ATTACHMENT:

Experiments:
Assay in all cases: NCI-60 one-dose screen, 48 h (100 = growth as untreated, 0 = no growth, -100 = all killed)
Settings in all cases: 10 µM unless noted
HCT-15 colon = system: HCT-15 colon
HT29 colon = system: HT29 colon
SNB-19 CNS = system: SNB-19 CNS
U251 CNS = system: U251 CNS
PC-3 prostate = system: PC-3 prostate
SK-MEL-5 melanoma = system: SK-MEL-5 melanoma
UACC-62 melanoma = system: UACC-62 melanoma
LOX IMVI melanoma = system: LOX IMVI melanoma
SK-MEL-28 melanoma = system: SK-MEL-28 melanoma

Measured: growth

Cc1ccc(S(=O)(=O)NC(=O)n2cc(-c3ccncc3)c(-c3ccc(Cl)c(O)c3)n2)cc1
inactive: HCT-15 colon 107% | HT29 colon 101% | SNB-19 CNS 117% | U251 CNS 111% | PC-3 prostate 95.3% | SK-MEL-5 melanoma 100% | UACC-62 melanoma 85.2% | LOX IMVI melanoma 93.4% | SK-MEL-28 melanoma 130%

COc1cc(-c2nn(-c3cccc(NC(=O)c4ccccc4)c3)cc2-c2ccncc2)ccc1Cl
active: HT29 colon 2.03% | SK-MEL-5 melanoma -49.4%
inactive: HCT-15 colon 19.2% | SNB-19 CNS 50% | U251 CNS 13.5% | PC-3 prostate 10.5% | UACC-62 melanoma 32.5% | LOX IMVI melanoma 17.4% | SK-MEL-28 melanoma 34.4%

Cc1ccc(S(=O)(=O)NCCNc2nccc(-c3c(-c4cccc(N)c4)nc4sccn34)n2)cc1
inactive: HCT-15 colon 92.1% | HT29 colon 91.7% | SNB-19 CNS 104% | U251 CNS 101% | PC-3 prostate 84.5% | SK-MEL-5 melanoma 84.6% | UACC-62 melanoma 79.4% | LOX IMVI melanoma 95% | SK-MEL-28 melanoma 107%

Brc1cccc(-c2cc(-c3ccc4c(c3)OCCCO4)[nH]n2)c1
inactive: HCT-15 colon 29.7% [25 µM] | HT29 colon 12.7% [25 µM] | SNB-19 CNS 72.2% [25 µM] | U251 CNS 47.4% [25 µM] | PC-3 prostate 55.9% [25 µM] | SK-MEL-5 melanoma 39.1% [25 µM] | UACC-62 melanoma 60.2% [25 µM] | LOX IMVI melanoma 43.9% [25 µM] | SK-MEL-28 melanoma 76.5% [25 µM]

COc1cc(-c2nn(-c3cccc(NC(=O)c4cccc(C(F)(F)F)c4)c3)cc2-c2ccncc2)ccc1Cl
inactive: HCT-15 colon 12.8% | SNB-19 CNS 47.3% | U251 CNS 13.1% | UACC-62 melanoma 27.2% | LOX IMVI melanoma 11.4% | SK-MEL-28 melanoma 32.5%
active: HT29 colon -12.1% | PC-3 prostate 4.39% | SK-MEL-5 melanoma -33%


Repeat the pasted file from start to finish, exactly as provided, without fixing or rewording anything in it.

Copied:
Experiments:
Assay in all cases: NCI-60 one-dose screen, 48 h (100 = growth as untreated, 0 = no growth, -100 = all killed)
Settings in all cases: 10 µM unless noted
HCT-15 colon = system: HCT-15 colon
HT29 colon = system: HT29 colon
SNB-19 CNS = system: SNB-19 CNS
U251 CNS = system: U251 CNS
PC-3 prostate = system: PC-3 prostate
SK-MEL-5 melanoma = system: SK-MEL-5 melanoma
UACC-62 melanoma = system: UACC-62 melanoma
LOX IMVI melanoma = system: LOX IMVI melanoma
SK-MEL-28 melanoma = system: SK-MEL-28 melanoma

Measured: growth

Cc1ccc(S(=O)(=O)NC(=O)n2cc(-c3ccncc3)c(-c3ccc(Cl)c(O)c3)n2)cc1
inactive: HCT-15 colon 107% | HT29 colon 101% | SNB-19 CNS 117% | U251 CNS 111% | PC-3 prostate 95.3% | SK-MEL-5 melanoma 100% | UACC-62 melanoma 85.2% | LOX IMVI melanoma 93.4% | SK-MEL-28 melanoma 130%

COc1cc(-c2nn(-c3cccc(NC(=O)c4ccccc4)c3)cc2-c2ccncc2)ccc1Cl
active: HT29 colon 2.03% | SK-MEL-5 melanoma -49.4%
inactive: HCT-15 colon 19.2% | SNB-19 CNS 50% | U251 CNS 13.5% | PC-3 prostate 10.5% | UACC-62 melanoma 32.5% | LOX IMVI melanoma 17.4% | SK-MEL-28 melanoma 34.4%

Cc1ccc(S(=O)(=O)NCCNc2nccc(-c3c(-c4cccc(N)c4)nc4sccn34)n2)cc1
inactive: HCT-15 colon 92.1% | HT29 colon 91.7% | SNB-19 CNS 104% | U251 CNS 101% | PC-3 prostate 84.5% | SK-MEL-5 melanoma 84.6% | UACC-62 melanoma 79.4% | LOX IMVI melanoma 95% | SK-MEL-28 melanoma 107%

Brc1cccc(-c2cc(-c3ccc4c(c3)OCCCO4)[nH]n2)c1
inactive: HCT-15 colon 29.7% [25 µM] | HT29 colon 12.7% [25 µM] | SNB-19 CNS 72.2% [25 µM] | U251 CNS 47.4% [25 µM] | PC-3 prostate 55.9% [25 µM] | SK-MEL-5 melanoma 39.1% [25 µM] | UACC-62 melanoma 60.2% [25 µM] | LOX IMVI melanoma 43.9% [25 µM] | SK-MEL-28 melanoma 76.5% [25 µM]

COc1cc(-c2nn(-c3cccc(NC(=O)c4cccc(C(F)(F)F)c4)c3)cc2-c2ccncc2)ccc1Cl
inactive: HCT-15 colon 12.8% | SNB-19 CNS 47.3% | U251 CNS 13.1% | UACC-62 melanoma 27.2% | LOX IMVI melanoma 11.4% | SK-MEL-28 melanoma 32.5%
active: HT29 colon -12.1% | PC-3 prostate 4.39% | SK-MEL-5 melanoma -33%